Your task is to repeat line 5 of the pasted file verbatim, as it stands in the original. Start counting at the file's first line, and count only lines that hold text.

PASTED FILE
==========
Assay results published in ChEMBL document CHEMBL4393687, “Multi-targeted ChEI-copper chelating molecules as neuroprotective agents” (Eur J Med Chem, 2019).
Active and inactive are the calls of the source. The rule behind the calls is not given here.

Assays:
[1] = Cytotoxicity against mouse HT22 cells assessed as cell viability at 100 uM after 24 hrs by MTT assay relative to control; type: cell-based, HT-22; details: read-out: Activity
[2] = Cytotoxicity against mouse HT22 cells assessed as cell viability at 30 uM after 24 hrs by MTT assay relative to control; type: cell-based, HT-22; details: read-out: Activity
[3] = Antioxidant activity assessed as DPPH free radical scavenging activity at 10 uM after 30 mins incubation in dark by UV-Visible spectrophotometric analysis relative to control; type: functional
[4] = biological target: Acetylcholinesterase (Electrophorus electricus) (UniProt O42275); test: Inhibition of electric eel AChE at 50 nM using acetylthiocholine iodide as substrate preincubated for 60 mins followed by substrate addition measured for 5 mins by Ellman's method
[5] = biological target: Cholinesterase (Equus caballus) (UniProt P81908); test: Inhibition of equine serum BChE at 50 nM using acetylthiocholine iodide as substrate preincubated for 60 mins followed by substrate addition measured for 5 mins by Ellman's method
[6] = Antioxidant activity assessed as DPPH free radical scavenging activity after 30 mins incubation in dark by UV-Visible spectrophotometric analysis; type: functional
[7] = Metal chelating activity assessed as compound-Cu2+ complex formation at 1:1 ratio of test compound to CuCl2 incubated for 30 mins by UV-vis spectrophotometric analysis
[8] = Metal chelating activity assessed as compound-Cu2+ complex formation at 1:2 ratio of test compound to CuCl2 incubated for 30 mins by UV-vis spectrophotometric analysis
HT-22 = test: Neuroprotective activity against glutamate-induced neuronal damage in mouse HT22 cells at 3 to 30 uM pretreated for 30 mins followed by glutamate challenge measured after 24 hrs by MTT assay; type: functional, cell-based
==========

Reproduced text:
[2] = Cytotoxicity against mouse HT22 cells assessed as cell viability at 30 uM after 24 hrs by MTT assay relative to control; type: cell-based, HT-22; details: read-out: Activity